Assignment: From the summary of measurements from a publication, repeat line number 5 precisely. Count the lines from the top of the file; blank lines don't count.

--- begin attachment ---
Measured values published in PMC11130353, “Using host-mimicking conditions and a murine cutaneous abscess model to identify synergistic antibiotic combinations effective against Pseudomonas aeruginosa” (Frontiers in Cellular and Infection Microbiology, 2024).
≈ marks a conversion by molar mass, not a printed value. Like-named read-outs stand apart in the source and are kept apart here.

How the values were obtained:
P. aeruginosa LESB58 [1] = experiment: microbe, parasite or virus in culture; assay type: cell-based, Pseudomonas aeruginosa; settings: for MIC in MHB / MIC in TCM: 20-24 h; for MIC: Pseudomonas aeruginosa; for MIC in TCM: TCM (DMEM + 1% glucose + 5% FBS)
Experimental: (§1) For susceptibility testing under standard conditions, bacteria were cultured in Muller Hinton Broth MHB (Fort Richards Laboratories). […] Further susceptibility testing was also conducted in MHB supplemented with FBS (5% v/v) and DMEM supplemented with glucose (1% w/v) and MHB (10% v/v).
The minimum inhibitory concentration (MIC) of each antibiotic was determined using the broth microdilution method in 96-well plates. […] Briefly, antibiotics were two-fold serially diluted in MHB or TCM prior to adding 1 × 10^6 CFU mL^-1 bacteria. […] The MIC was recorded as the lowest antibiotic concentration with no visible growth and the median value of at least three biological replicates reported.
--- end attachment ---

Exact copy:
Experimental: (§1) For susceptibility testing under standard conditions, bacteria were cultured in Muller Hinton Broth MHB (Fort Richards Laboratories). […] Further susceptibility testing was also conducted in MHB supplemented with FBS (5% v/v) and DMEM supplemented with glucose (1% w/v) and MHB (10% v/v).